Monday, November 5, 2012

Electromigration dispersion & the Burgers equation

Electromigration dispersion is one of several “anamalous dispersion” mechanisms in capillary zone electrophoresis (CZE). It results in strange wedge shaped peaks that appear when sample concentrations are too high. This may be seen in the electropherogram displayed below (reproduced from: Bouskova et al. Electrophoresis 2004, vol. 25, pg. 355-359).

The simplest model is a 3 ion system: a sample ion (of either sign) a positive and a negative ionic species. All three species are assumed to have the same diffusivity (D) but they differ in their charge (z,zp,zn) and electrophoretic mobility (μ,μpn). All components are considered strong electrolytes (fully dissociated).  Using a system of rational approximations, we reduce the system of coupled equations to a single one dimensional nonlinear partial differential equation for the normalized sample concentration ϕ. If the sample concentration is not too large (the weakly nonlinear regime), we show that this equation reduces to Burgers equation.

Burgers equation is one of the few nonlinear equations that admit an exact solution for arbitrary initial conditions. The solution is found by using the nonlinear Cole-Hopf transformation to reduce it to the Fourier heat equation. It provides a mathematical description of a wide variety of physical problems: water waves, shocks in gas dynamics, traffic flow on roads, a one dimensional model of turbulence etc. Now we can add CE to this list of applications.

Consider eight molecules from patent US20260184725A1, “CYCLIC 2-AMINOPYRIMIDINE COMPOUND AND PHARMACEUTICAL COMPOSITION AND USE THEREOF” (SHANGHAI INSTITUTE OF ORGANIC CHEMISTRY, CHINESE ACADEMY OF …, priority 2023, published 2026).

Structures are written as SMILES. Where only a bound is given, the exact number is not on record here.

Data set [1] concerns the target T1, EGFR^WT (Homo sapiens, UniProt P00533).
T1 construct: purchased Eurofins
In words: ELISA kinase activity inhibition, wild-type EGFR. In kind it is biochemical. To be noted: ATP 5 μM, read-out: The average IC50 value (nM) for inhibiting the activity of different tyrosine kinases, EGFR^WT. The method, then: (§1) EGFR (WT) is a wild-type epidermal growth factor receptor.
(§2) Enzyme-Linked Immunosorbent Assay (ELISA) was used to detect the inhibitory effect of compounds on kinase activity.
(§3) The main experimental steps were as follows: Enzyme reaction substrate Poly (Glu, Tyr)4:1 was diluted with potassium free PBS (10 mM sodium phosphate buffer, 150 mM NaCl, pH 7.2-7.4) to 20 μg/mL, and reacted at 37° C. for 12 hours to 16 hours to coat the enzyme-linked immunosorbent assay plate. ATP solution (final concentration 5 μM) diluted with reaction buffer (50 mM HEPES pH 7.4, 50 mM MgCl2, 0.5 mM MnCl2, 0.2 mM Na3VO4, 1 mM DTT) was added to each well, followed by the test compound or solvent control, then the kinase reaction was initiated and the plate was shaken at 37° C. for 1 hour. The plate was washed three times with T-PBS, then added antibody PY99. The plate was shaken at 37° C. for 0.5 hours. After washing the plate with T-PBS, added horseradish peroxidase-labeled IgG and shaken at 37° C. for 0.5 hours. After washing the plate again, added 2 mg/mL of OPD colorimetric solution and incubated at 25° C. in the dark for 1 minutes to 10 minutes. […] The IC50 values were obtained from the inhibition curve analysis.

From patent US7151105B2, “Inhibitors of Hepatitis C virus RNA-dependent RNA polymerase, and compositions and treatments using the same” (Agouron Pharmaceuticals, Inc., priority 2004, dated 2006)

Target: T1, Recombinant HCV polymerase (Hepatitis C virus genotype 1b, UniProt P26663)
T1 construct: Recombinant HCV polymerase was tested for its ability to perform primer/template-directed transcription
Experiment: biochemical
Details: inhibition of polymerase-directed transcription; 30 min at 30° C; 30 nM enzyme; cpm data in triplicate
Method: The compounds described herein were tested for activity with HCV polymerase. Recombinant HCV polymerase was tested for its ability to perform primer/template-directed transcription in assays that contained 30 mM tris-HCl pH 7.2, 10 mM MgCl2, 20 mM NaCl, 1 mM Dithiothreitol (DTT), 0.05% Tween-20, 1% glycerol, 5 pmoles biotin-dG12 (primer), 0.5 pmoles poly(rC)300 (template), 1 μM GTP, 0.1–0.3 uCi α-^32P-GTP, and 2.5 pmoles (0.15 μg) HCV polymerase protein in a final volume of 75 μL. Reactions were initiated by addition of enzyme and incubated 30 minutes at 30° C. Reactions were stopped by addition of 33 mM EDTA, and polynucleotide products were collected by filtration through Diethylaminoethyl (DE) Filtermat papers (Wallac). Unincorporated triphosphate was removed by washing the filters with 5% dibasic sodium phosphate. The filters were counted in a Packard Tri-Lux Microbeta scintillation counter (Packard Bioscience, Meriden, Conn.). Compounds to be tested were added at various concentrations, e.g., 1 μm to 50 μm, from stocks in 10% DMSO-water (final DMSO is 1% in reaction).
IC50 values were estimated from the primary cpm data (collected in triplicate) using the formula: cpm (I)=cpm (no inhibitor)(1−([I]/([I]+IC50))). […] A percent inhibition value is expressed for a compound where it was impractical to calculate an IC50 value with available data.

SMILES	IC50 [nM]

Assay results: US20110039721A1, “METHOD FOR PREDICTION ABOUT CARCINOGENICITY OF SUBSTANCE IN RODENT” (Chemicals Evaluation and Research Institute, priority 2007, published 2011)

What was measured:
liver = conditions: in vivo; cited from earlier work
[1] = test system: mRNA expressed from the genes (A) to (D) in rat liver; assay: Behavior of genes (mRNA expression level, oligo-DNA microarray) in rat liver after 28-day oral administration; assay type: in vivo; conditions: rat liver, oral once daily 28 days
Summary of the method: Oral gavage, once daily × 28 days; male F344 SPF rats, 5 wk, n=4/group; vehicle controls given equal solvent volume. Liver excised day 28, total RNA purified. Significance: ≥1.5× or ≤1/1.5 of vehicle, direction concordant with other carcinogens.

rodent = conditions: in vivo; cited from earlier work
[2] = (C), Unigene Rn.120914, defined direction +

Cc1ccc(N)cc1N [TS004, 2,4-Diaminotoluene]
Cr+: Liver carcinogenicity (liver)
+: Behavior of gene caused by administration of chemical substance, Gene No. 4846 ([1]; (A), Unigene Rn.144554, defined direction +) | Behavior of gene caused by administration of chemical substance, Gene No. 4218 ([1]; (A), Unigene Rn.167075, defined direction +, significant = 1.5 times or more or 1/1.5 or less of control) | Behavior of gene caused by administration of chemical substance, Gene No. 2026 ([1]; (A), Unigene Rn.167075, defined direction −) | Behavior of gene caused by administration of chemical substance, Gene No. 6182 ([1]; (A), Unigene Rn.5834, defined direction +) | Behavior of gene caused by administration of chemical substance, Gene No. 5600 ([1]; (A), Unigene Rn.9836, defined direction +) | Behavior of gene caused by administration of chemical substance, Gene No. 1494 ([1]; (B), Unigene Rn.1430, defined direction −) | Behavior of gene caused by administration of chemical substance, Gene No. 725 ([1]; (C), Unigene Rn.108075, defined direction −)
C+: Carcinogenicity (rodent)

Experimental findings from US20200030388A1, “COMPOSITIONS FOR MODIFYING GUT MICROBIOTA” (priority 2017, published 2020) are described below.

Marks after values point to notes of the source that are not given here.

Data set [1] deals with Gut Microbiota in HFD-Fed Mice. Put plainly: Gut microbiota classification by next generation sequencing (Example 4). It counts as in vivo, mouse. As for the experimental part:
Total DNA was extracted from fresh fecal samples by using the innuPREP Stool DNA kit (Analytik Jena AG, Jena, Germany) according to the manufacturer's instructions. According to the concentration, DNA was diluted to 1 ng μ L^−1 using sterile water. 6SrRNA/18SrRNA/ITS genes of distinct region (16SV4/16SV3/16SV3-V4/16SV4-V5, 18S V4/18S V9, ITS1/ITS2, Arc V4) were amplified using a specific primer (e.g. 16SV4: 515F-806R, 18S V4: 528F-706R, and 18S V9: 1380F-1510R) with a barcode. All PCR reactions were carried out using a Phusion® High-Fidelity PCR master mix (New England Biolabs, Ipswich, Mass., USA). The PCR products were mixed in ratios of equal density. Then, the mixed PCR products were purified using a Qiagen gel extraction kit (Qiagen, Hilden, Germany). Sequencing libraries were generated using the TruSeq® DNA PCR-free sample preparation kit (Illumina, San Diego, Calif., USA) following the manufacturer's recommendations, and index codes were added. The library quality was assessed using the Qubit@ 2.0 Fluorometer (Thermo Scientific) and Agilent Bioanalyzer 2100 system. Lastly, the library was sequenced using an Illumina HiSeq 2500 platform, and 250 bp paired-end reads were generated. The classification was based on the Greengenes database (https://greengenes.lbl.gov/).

Many features of the CE signal may now be understood in terms of the properties of Burgers equation. We show for example that either leading edge or trailing edge shocks are possible, depending on whether the sample valence z lies between the valence of the anion and cation or outside this range. A Peclet number related to the "sample loading" may be defined. We show that a full range of peak shapes from slightly skewed Gaussian to a triangular saw-tooth shaped wave may be generated depending on whether this Peclet number is small or large compared to unity.


This research is Supported by the NIH under grant R01EB007596.


1. Ghosal, S. and Chen, Z.  "Nonlinear Waves in Capillary Electrophoresis" Bull. of Math. Biol. (2010), 72(8), 2047
2. Chen, Z. and Ghosal, S. "Electromigration dispersion in Capillary Electrophoresis" Bull. Math. Biol. (2010), 73(12), 346

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